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The state Transportation Department said it will design and build a safe highway based on findings of a geological study that shows hazards along the proposed Juneau access road.
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"Hazard by hazard, we are going through and saying OK, do we need to go above it, around it, below it, or through it, and that's how we are using this report," said Reuben Yost, manager for the Juneau access road and ferry project at the Department of Transportation and Public Facilities. The 51-mile road would run along the east side of Lynn Canal and connect with a ferry near the Katzehin River, allowing people to travel on to Haines and Skagway.
Critics of the road have said the study, called the Golder Report, raises serious concerns about the safety of the road in terms of potential rockfall, rockslides and landslides.
Yost said that's an erroneous conclusion, because the report will be used to make the road safe.
"We did this study because we want to know what all of the hazards are so that we can design the highway so that we can either avoid them, remove them or mitigate them to the point that the highway would be as safe as any other highway that we maintain in the state," Yost said.
The report identified 112 hazards that include rockfalls, landslides, rockslides and rockslides confined to channels, called debris flows.
The department estimates that, according to the report, only two of those would result in enough material to close the highway for more than a day. Of those, 38 were class "A" hazards.
"Class A hazards happen either often enough that you need to deal with them in design, or they are big enough that even if they happen every 50 years, you want to consider them when you design the highway," Yost said.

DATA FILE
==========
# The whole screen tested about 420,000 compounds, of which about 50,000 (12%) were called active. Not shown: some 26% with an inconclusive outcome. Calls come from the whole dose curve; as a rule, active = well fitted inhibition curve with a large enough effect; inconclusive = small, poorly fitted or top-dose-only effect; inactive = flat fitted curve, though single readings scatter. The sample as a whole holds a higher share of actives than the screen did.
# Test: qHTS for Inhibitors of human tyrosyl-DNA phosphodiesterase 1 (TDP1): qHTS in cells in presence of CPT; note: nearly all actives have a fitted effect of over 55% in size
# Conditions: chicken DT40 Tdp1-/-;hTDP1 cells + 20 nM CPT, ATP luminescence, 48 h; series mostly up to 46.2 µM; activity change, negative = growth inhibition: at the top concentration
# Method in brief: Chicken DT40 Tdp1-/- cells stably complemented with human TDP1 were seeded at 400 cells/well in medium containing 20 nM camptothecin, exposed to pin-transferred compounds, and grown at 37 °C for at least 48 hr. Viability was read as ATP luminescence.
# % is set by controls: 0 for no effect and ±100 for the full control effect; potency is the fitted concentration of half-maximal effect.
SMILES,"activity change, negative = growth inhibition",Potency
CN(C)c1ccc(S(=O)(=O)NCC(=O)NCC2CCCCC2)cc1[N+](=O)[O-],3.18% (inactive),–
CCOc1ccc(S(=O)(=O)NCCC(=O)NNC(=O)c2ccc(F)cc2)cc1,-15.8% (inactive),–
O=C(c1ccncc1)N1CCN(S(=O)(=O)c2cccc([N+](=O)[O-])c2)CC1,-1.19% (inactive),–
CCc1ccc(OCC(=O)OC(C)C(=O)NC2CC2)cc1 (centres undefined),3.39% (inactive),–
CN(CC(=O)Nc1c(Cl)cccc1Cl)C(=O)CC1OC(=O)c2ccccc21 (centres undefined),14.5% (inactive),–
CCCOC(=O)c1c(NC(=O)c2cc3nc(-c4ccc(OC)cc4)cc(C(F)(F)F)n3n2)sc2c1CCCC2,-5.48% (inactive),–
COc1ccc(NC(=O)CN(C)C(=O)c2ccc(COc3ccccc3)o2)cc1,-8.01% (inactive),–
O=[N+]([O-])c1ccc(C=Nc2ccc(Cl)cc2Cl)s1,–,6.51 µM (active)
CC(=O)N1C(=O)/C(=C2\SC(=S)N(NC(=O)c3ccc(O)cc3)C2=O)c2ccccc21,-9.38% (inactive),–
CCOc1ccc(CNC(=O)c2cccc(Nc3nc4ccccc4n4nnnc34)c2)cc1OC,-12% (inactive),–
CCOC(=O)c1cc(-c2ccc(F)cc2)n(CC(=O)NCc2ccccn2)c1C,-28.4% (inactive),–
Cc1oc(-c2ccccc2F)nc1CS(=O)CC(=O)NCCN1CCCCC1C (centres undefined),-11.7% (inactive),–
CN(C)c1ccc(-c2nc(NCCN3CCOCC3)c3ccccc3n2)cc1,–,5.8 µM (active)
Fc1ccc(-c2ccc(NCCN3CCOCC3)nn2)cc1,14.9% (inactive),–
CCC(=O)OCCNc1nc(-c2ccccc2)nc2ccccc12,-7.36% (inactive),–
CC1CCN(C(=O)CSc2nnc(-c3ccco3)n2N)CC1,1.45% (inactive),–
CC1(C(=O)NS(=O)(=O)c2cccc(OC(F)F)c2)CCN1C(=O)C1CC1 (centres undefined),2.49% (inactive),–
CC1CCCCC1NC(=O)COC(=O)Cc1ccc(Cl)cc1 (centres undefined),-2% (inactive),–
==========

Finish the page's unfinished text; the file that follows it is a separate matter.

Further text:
As for whether blasting during construction could alarm endangered Steller sea lions, Yost said the department has conducted several years of video observations of the marine mammals and determined what vibration levels are acceptable, "to ensure all the blasting is below levels that sea lions startle at."
Yost said final designs are years off and such design will have to wait until after further geotechnical studies are complete. Also, design will be delayed until resolution of a lawsuit by conservation groups challenging the road on the grounds it did not comply with environmental policies.
"The department has made the decision that until the lawsuit is resolved, we are not going to spend further state funds on further geotechnical work or further designs," Yost said.
The Southeast Alaska Conservation Council, Skagway Marine Access Commission, Lynn Canal Conservation, Alaska Public Interest Research Group, Sierra Club and Natural Resources Defense Council filed suit against several federal agencies in 2006 claiming they did not follow environmental policies when permitting the road.